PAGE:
Space Master started life as a SciFi version of Rolemaster and Rolemaster started life as a set of house rules for D&D. In the original form it was actually really simple. Compared to the AD&D at the time it took loads of AD&Ds quite detailed rules and tables, precalculated everything and presented it as single look up table. It got rid of roll to hit then roll damage. It used the idea that a good to hit roll should do more damage than a roll that barely hit. Most people were allowing double damage on a natural 20 anyway so this was already in the game. AD&D had tables of every weapon vs every armour but Rolemaster precalculated these and put them into a weapon specific table. Rolemaster had significantly less tables and charts than AD&D but it put them front and centre. It did get a reputation as ChartMaster as there was a chart for just about everything. It was also very modular and that spawned a culture for optional rules. You were never meant to apply all of them but the rate that books of options were produce game the derogatory name RulesMaster. By PathFinder standards it was actually positively lightweight.
My idea is to go back to its roots. I have taken an OSR SciFi game and I am doing the conversion over to a Space Master style game. Over the years many of these optional rules, many written and published by me or by contributors to my Rolemaster blog have simplified Rolemaster and these are being baked into my SciFi game. I am not starting with something AD&D based but rather Basic/Expert which already gives a simpler base.
All of Space Master came in at about 328 pages of rules. I am hoping to halve that in a step towards keeping the game simple and OSRs desire for simpler times. I am also maintaining compatibility with characters and adventures written for the original Space Master so people can pull out their favourite old characters and play them again.
From a rules point of view this is the first time I have not made up my rules to my own criteria. I have two sources, and they have rules I have to maintain the spirit of. It is an interesting challenge to design rules to other peoples criteria and especially when you are trying to satisfy two masters and the detail of Space Master and the simplicity of OSR Basic/Expert rules.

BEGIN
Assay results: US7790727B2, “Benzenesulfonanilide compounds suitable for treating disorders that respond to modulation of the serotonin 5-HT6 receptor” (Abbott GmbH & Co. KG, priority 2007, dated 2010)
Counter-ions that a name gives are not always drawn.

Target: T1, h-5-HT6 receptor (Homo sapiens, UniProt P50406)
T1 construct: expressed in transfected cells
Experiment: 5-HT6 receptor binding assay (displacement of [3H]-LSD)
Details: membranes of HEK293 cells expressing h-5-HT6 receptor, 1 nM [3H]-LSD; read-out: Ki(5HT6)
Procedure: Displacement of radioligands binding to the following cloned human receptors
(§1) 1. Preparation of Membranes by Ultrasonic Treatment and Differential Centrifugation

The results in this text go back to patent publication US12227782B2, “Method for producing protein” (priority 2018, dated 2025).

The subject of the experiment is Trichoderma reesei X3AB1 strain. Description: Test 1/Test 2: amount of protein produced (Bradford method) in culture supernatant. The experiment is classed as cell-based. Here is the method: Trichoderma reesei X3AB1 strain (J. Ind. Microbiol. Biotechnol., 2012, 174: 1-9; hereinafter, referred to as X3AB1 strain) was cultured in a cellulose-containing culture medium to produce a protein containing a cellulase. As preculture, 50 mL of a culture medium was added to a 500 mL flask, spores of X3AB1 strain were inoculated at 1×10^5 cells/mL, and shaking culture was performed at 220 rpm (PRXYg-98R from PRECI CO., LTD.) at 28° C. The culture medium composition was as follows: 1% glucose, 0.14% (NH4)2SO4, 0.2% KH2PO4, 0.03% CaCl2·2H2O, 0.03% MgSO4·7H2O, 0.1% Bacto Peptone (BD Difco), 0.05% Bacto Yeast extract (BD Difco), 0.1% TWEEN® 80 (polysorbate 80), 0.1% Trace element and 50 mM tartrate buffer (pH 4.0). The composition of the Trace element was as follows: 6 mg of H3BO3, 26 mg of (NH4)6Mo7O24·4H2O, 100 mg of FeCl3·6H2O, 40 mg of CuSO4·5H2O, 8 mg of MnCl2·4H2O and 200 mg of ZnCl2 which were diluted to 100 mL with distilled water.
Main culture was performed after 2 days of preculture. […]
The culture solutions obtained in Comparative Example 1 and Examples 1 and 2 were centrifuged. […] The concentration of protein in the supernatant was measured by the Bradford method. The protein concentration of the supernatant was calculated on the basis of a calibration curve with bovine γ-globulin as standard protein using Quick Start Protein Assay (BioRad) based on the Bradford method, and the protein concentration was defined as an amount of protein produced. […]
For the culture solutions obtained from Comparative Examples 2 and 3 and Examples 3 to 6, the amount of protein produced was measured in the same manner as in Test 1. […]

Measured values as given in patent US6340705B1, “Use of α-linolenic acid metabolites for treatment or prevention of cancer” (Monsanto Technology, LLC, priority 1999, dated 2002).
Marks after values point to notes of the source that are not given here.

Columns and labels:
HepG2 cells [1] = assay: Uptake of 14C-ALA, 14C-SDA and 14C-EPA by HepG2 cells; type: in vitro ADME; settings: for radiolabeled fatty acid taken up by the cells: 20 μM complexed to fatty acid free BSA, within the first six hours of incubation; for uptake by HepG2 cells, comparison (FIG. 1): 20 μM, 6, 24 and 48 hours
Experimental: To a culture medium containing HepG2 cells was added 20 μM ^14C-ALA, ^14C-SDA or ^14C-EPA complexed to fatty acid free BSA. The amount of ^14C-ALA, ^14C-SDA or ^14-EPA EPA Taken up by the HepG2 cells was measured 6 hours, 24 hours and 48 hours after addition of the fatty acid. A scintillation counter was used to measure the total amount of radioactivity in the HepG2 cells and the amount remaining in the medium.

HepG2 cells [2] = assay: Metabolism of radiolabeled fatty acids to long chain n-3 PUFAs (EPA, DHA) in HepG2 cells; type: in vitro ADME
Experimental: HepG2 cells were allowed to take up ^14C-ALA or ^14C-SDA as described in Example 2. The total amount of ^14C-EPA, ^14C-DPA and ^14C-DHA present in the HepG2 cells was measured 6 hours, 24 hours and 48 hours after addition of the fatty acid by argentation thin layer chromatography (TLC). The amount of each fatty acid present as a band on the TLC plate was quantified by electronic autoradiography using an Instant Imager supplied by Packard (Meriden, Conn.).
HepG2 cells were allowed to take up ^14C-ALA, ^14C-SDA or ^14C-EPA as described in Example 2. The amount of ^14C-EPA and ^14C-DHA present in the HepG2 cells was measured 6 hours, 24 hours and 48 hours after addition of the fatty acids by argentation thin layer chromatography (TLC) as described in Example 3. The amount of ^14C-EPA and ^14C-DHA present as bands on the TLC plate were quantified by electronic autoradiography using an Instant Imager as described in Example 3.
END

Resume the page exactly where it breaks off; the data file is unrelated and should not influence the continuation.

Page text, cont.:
This is a funny old project. It really is a coming together of four ideas. The first is long standing. I try not to write games with a separate Combat chapter any more. It is one of those things where we start of with a nice coherent set of rules and then someone pulls a knife and you spiral into a sort of twilight zone. It is an old joke but and RPG is a game where a journey that would take three hours takes just three minutes but a gun fight that would take three minutes can take three hours. I have that up as a design constraint when I am creating game systems.
The second element is a game I write earlier this year that took 220 words to describe character creation, combat and magic. Those few rules have been rattling around my head ever since and deserve more attention. This game will give them that attention.
The third idea was again all about combat rules. I reviewed Witcher RPG and noted that the core system was wonderfully slick and easy to play until combat started and then it was a mass of competing rules. I deduced that the combat was written by one person and the rest of the game by a second designer. In the discussion under the blog it was noted that this was common as the joke above suggests. I said then that the reasoning is often that I can role play out a negotiation, I can role play out picking a lock or climbing a cliff face. I cannot really role play out a gun fight, that is why the combat rules can suddenly bloat out as they try to make combat fair for all. As part of this discussion I outlined a role played combat system. It takes a lot of inspiration from FUDGE and Fate while being a bit grittier than those systems often play out.
The fourth and final element is the oddest. Have you noticed that RPG rule books often look like articles from New Scientist? Pages of block text, tables of figures and charts. It is only the odd bit of art every fourth page that stops them looking like someone’s dissertation. I want to write a game which has three pages of genre and theme setting art to every single page of rule text. If the rules bloat then I need to create a lot of art! Should the rules of a game be constrained by the amount of available art? Why not, if the distilled core of the game can be presented in just a couple of paragraphs? What I am going to strive for a graphic novel with rules.
I am going to leave you with some art. If you read the paragraph above, these are from a game I put out last year. You can see how the same idea is coming around again!